by Jake Christie

TIED UP.
a story.

Ben was not happy. Half an hour earlier he'd been playing video games and eating ice cream and it was a different story – the combination did, after all, have a very positive effect on his mood. But now that he was standing ankle deep in a muddy stream, sweating from the heat, watching his father attach a fly to the leader on a fly rod, far from the fading memory of his game and the fading taste of ice cream, he was not happy. He was far from happy, and he put as much energy as possible into his crossed-arm sulk, which he aimed directly at his father.

His father got the fly attached and looked at Ben's fly rod, which sat disassembled in its case on the shore.

“Do you need help?” asked Ben's father.

Ben shook his head. He moved his right wader through the water in a circle. The weeds in the mud offered very little resistance. “I think it's broken,” he said. “We should probably go home.”

Ben's father lifted his own fly rod by the grip. The fly and the rod wiggled. He looked at Ben, then at Ben's case, then back at Ben. “You haven't touched it yet.”

Ben shrugged. He avoided his father's gaze by picking a spot far down the stream and staring at it, hard. The spot was a tree branch, weighed down by leaved and fallen branches, dipped just slightly into the water. He tried to keep some of his sulking directed sideways, back at his father, so the tree didn't unjustly receive the brunt of it.

Off to his side, his father waded through the water and the waves of sulk to the shore, where he set his fly rod gently on the ground. He crouched over Ben's case and took out one piece, then another, and fit them together.

“You know, Ben,” he said, “you and I are a lot alike.”

“Well duh,” said Ben. “We're related.”

Ben's father smiled. “Well duh,” he repeated. “But that's not what I meant. I meant we both don't like change.”

“Okay,” said Ben. The way he saw it his father liked change just fine. He liked to change from his shorts into his jeans and waders and haul the two of them out into the woods on a weekend that was going perfectly fine. He liked to change the channel from cartoons to old guys talking about money or football. Ben liked it when things were simple, when he could sit in front of the TV and play games and not get bitten by bugs. He didn't like change, but his father couldn't get enough of it.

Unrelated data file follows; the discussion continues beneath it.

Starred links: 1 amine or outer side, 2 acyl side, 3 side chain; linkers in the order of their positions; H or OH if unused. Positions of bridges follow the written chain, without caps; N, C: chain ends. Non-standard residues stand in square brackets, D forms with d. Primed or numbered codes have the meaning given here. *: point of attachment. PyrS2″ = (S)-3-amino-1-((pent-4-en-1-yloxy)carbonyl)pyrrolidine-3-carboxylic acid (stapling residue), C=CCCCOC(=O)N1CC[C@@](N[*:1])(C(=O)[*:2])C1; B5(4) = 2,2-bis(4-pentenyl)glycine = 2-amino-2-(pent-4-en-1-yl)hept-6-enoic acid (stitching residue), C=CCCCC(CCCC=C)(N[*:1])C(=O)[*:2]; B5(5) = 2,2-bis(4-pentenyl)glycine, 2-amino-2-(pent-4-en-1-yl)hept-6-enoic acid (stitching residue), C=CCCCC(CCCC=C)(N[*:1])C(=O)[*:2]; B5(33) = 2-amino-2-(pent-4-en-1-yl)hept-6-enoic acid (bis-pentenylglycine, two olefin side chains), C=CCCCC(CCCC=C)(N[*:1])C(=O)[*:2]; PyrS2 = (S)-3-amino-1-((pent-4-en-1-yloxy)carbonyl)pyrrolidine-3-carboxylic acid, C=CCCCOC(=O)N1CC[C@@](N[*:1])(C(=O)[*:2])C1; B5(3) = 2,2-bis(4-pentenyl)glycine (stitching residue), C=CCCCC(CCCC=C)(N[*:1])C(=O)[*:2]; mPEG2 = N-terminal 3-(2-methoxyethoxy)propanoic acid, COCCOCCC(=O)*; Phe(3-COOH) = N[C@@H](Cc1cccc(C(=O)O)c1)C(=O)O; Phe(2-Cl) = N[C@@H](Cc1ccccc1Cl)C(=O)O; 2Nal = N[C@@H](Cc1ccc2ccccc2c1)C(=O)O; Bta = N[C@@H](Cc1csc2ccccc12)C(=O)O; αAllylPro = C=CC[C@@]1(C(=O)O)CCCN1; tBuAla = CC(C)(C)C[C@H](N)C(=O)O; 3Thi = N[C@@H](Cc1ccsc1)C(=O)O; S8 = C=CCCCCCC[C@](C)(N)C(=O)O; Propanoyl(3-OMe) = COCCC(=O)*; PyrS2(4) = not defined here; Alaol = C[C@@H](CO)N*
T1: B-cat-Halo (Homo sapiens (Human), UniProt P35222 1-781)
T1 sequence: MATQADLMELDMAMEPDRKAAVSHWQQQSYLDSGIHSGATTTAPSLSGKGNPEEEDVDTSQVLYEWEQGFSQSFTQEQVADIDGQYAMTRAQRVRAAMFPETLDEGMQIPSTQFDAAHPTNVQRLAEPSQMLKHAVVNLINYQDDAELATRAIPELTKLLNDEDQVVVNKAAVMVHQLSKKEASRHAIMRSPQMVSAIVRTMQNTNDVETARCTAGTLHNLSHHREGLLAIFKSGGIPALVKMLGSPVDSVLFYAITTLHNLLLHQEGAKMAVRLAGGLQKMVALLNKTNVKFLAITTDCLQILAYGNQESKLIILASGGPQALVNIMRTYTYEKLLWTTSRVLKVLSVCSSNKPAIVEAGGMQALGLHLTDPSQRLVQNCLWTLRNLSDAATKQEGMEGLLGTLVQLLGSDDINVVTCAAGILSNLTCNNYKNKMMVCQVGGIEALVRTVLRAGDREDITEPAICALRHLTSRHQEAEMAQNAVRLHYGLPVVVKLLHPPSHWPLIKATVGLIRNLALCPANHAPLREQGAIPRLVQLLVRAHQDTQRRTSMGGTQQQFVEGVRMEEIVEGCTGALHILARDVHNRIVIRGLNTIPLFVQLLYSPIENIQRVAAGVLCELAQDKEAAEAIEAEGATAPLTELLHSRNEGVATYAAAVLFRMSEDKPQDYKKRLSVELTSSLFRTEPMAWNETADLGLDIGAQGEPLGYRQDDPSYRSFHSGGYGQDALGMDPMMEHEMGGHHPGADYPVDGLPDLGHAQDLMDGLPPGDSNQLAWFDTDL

His father fit the rod onto its grip and began to feed the line along it. “I was the same way when I was your age. Don't tell Mom, but I'm the same right now, too.”

“Uh-huh,” said Ben. He watched the tree dip as a bird landed on it somewhere above his spot.

“Someday,” said Ben's father, “you're going to find this relaxing. You're going to want to do this with your own son. Because you'll get tired of doing the same stuff all the time, because it's stuff somebody else wants you to do.”

“Like this?” said Ben.

“Exactly,” said Ben's father. He put the rod down and reached over Ben's shoulders, where Ben could see his hands. He wiggled his fingers nefariously. “Nothing but fly fishing with your father, forty hours a week! The horror! The horror!”

Ben felt himself smirk, even though he tried to keep the corners of his mouth down. His father let his hands fall onto Ben's shoulders.

“There you go,” said his father, “at least try to enjoy yourself. I'm missing the game, so at least one of us should.”

Ben broke his gaze and sulk from the tree and looked at his father. “Why are we here, then?” he asked.

“Mom's idea,” said his father. “But I have to admit, I don't think spending time with you is the worst thing in the world.” He tousled Ben's hair, then went to the case to retrieve a fly. Ben watched him.

“How do you know which one to use?” he asked.

“Years of practice,” said his father. “Whenever I could find the time.”

Ben turned in the mud and took a step towards his father. He leaned in over his father's shoulder and watched him pick a fly.


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